17 October 2014
Alan Milburn, chair of the government’s Social Mobility and Child Poverty Commission is to make the recommendation that interns should be paid the minimum wage.
The recommendation comes on the back of evidence that internships are becoming the major route into work, with 37% of graduates being recruited by companies in the Times Top 100 Graduate Recruiters having previously done internships for them.
There are an estimated 100,000 internships – the majority of which are in London, and many of them unpaid. At present only a quarter of employers pay interns above the minimum wage. For many, working for little or for free is financially unfeasible, making internships one of the biggest barriers to social mobility at present.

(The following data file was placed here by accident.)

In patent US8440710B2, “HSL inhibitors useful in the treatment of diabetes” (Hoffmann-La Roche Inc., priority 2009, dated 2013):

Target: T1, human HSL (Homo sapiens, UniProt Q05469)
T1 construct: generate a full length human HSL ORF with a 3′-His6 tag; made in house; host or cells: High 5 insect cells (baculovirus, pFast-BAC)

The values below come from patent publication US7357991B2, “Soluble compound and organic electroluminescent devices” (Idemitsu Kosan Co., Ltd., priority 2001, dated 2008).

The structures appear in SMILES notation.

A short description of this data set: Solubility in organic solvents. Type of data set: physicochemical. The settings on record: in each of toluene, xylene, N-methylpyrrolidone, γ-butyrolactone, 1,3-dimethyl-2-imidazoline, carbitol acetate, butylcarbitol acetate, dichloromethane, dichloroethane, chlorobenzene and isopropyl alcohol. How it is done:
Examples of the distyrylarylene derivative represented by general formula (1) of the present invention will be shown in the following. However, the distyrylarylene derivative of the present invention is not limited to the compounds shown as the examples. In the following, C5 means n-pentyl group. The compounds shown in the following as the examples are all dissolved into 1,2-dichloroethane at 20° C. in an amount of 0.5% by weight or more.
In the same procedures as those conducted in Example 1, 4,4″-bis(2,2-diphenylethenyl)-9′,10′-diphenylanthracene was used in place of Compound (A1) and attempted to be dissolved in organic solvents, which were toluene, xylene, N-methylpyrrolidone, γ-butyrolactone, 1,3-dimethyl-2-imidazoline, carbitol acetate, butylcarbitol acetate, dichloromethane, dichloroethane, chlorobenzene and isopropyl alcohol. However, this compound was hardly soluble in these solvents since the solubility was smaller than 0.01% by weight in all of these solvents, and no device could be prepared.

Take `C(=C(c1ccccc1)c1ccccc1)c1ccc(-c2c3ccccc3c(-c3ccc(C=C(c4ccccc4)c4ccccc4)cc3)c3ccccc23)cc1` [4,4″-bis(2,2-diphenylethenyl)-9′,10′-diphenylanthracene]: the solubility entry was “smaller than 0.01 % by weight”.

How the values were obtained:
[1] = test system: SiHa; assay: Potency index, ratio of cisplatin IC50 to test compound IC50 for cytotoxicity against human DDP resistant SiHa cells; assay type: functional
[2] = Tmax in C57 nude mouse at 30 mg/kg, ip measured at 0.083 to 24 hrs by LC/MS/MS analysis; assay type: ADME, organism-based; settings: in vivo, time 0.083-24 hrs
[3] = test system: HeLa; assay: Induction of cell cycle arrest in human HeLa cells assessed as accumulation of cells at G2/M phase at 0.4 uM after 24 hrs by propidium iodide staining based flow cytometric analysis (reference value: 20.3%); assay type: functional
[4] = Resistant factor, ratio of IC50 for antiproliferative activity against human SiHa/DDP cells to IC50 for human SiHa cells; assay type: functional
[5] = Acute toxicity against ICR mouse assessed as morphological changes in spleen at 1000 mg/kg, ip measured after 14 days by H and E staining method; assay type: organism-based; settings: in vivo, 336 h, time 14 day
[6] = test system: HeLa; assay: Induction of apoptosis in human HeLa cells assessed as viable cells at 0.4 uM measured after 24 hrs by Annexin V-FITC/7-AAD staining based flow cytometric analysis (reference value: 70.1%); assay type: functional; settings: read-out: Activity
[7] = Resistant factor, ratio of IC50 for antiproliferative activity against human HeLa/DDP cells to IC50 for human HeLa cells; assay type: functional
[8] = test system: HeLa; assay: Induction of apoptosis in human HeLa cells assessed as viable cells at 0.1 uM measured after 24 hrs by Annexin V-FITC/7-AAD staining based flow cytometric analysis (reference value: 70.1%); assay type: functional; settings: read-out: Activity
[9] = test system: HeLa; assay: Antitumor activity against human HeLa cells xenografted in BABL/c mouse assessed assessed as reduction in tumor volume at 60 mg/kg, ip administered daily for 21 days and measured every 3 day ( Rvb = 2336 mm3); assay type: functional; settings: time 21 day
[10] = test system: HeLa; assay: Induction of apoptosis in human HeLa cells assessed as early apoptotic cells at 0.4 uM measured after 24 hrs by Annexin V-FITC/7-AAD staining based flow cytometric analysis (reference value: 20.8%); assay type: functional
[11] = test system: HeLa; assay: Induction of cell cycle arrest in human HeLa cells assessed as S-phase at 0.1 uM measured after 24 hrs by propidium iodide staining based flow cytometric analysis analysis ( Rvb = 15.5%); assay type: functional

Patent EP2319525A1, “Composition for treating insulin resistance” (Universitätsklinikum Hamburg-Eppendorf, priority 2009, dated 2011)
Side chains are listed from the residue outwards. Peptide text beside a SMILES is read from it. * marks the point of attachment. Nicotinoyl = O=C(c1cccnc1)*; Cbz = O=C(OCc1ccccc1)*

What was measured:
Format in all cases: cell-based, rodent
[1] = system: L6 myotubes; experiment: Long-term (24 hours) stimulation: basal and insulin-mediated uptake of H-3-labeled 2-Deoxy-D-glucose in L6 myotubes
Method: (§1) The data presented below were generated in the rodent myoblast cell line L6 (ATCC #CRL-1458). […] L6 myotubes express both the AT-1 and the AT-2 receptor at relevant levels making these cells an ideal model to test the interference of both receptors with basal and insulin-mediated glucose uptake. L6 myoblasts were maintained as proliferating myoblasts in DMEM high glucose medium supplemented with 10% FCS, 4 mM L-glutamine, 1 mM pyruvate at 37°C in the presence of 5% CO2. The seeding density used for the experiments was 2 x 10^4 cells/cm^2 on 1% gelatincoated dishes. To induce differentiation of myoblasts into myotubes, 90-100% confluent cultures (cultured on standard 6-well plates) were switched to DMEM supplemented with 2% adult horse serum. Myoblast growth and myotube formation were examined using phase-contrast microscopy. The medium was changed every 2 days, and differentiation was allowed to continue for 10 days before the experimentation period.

The ‘intern problem’ is particularly pervasive in certain professions, such as fashion and the media; 83% of new journalists have done an internship, lasting on average seven weeks, with 92% of the positions unpaid.
There is a lack of clarity as to whether interns are workers or volunteers under the terms of the National Minimum Wage Act, allowing for exploitation. Milburn is to recommend that the law is clarified in order that interns are classified as employed rather than volunteering, since they have fixed hours and will be disciplined for failure to perform allocated tasks, and are working in return for prospective employment or references.